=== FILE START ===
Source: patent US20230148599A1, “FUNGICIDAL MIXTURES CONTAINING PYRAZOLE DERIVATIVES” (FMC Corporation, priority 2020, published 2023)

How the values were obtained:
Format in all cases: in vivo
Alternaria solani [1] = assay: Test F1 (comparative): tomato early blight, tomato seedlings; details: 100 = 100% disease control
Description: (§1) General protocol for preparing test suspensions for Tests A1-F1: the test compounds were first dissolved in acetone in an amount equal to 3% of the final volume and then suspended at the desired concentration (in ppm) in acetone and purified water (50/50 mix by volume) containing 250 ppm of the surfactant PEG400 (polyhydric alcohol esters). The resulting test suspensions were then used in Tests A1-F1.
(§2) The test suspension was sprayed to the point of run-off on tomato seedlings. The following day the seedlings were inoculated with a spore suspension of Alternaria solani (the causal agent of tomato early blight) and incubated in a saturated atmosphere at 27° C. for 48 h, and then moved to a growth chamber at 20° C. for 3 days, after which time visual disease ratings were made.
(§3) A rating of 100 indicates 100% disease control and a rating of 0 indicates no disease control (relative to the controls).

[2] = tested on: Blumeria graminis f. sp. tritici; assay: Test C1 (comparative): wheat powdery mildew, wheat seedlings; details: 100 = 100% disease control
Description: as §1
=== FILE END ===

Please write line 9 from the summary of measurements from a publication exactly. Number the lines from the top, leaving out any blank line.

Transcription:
Description: as §1